Seeking to block a state court trial in the Bronx, Labor Secretary Raymond J. Donovan maintained today that he was entitled to be tried in federal court because he has been accused "of knowingly stealing federal dollars."
Testifying publicly about his criminal indictment for the first time, Donovan spent more than three hours on the witness stand here in an effort to have his case severed from that of the other defendants facing trial with him on charges of fraud and grand larceny.
The extraordinary session was held before U.S. District Court Judge Lloyd F. MacMahon under a so-called "removal" statute dating back to 1815. It was enacted, according to Donovan's lawyers, "to protect federal officials from interference by hostile state courts."
Bronx prosecutors protested that the indictment against Donovan deals strictly with his pre-Cabinet-appointment conduct as executive vice president of a New Jersey firm, Schiavone Construction Co., in connection with a $186 million federally funded New York City subway project.
The prosecution has charged that Donovan, seven current Schiavone executives and two other men affiliated with a mob-controlled subcontractor joined together in 1979 in a scheme to bilk the New York City Transit Authority of about $8 million in payments that were supposed to go to minority business enterprises (MBEs) on the project in question.
According to Bronx authorities, the subcontractor, Jopel Contracting and Trucking, was a phony MBE organized by a reputed Mafia "soldier" named William Masselli who established himself with Schiavone Construction by muscling aside another subcontractor, Louis Nargi, now dead.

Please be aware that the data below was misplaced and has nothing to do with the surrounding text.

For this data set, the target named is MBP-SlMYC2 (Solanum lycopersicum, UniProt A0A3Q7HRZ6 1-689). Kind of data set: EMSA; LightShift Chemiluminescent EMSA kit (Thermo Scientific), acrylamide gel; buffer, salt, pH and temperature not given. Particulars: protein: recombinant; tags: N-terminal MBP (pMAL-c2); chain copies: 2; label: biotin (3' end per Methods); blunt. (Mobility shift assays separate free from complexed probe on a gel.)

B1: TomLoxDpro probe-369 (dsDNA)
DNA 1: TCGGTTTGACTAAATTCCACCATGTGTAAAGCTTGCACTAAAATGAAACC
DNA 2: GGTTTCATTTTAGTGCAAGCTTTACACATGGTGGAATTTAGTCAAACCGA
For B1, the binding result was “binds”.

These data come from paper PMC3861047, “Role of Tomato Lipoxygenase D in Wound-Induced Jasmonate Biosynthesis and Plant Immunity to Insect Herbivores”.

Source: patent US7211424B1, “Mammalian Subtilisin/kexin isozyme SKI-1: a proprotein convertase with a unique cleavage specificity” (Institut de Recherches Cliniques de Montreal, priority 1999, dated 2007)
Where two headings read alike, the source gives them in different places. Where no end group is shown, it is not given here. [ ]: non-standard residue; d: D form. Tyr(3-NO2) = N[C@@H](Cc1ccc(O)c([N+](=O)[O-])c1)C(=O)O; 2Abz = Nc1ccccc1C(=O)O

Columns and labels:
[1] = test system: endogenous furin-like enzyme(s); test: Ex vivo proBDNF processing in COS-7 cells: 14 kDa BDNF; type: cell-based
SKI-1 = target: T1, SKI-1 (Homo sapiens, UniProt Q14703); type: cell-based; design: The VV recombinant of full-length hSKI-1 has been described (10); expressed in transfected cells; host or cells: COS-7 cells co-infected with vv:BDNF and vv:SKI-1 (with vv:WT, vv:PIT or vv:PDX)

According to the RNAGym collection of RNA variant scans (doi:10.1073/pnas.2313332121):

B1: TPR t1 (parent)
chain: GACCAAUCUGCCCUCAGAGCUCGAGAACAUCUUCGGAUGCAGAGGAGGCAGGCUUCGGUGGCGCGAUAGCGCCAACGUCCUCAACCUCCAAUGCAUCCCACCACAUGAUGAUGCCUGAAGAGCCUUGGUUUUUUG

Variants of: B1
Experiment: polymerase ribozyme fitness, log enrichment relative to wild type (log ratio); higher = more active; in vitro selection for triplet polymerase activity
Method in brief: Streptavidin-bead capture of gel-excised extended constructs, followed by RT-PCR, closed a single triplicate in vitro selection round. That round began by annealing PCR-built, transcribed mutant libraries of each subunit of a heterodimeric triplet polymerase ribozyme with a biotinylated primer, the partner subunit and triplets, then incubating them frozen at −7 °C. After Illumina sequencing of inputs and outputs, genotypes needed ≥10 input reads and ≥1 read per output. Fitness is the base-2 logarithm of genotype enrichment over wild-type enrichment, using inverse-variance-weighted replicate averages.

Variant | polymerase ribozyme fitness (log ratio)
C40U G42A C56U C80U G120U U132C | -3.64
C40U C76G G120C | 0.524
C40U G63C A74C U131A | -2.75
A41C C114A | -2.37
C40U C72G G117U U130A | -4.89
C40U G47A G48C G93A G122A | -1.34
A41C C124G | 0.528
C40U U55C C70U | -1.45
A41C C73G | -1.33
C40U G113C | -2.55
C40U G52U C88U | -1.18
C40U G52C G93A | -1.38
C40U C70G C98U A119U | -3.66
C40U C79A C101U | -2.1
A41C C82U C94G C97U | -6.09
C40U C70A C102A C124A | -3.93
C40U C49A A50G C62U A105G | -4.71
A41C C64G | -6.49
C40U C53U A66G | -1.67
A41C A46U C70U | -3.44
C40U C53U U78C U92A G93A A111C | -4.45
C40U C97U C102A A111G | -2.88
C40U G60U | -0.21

Questioned publicly about these matters for the first time, Donovan portrayed himself as a top-ranking executive too busy with high finance and 1980 pro-Reagan politicking to have even been aware of such workaday matters as Nargi's financial problems and Masselli's subsequent takeover.
Donovan testified that "to the best of my knowledge," he had never even been advised of complaints about Nargi's performance in 1976, shortly before Masselli took over.
A member of the state prosecution team then read from a Jan. 18, 1982, interview that Donovan gave to special federal prosecutor Leon Silverman at the outset of Silverman's investigation of alleged ties between Donovan and organized-crime figures.
"Mr. Donovan stated that he had heard complaints about Nargi's performance on the job prior to Nargi's being replaced by Masselli," according to a summary of the interview compiled by one of Silverman's lawyers.
Donovan acknowledged that he must have said as much "if that's in the report."
Donovan also said he did not think he knew that Masselli, whose nickname was "Billy the Butcher," had been in the wholesale meat business before forming Jopel. Donovan said he thought he did remember Masselli's "bringing six-packs of steaks to the secretaries" but Donovan said he thought Masselli had some prior experience in construction work as well.